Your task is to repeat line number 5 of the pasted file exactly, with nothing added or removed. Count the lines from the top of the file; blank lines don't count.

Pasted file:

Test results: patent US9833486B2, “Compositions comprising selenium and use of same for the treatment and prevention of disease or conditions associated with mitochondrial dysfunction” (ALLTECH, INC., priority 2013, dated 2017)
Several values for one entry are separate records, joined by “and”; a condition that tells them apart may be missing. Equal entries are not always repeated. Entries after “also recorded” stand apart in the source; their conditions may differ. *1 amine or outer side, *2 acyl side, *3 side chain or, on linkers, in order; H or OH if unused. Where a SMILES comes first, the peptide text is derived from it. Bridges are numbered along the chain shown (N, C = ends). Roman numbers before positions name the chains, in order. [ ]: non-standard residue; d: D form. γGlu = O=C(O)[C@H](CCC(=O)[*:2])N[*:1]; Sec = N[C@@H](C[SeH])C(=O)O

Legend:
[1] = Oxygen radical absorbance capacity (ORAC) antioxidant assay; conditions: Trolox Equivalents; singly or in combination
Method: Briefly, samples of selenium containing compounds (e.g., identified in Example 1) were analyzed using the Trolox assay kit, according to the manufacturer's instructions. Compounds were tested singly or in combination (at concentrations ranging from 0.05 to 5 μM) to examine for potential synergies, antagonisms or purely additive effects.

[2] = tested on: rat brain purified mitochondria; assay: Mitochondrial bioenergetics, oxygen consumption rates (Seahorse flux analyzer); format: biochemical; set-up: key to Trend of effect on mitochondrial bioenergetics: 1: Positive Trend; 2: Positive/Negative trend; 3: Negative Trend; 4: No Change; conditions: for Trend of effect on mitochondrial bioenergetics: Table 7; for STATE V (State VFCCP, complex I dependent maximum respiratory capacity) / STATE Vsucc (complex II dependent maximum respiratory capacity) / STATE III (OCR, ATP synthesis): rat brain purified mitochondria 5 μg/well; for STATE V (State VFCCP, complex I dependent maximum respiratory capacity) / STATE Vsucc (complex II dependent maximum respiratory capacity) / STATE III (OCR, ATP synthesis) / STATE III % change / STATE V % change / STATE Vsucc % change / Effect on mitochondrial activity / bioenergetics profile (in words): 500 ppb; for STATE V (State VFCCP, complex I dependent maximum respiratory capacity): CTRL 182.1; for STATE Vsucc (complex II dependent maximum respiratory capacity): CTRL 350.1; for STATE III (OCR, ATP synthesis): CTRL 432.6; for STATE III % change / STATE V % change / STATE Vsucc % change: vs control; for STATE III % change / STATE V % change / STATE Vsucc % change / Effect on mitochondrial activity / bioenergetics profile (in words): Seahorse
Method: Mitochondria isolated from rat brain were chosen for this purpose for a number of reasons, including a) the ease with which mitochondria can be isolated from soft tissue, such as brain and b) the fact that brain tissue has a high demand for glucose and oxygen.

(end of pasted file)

Method: Briefly, samples of selenium containing compounds (e.g., identified in Example 1) were analyzed using the Trolox assay kit, according to the manufacturer's instructions. Compounds were tested singly or in combination (at concentrations ranging from 0.05 to 5 μM) to examine for potential synergies, antagonisms or purely additive effects.